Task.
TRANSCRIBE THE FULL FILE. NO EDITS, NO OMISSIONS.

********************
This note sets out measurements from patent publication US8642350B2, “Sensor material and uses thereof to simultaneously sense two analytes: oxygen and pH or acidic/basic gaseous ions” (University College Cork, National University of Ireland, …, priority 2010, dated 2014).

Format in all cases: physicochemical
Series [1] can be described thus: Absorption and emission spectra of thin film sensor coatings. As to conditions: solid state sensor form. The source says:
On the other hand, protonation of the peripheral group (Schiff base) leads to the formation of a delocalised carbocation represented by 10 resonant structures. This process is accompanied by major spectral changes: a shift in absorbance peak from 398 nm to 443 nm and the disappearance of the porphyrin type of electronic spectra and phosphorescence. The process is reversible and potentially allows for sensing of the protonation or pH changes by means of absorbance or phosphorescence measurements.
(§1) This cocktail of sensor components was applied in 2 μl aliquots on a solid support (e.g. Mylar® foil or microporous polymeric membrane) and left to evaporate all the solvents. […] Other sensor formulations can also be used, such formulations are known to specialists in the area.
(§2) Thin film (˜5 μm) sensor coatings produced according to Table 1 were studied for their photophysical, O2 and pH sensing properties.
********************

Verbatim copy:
This note sets out measurements from patent publication US8642350B2, “Sensor material and uses thereof to simultaneously sense two analytes: oxygen and pH or acidic/basic gaseous ions” (University College Cork, National University of Ireland, …, priority 2010, dated 2014).

Format in all cases: physicochemical
Series [1] can be described thus: Absorption and emission spectra of thin film sensor coatings. As to conditions: solid state sensor form. The source says:
On the other hand, protonation of the peripheral group (Schiff base) leads to the formation of a delocalised carbocation represented by 10 resonant structures. This process is accompanied by major spectral changes: a shift in absorbance peak from 398 nm to 443 nm and the disappearance of the porphyrin type of electronic spectra and phosphorescence. The process is reversible and potentially allows for sensing of the protonation or pH changes by means of absorbance or phosphorescence measurements.
(§1) This cocktail of sensor components was applied in 2 μl aliquots on a solid support (e.g. Mylar® foil or microporous polymeric membrane) and left to evaporate all the solvents. […] Other sensor formulations can also be used, such formulations are known to specialists in the area.
(§2) Thin film (˜5 μm) sensor coatings produced according to Table 1 were studied for their photophysical, O2 and pH sensing properties.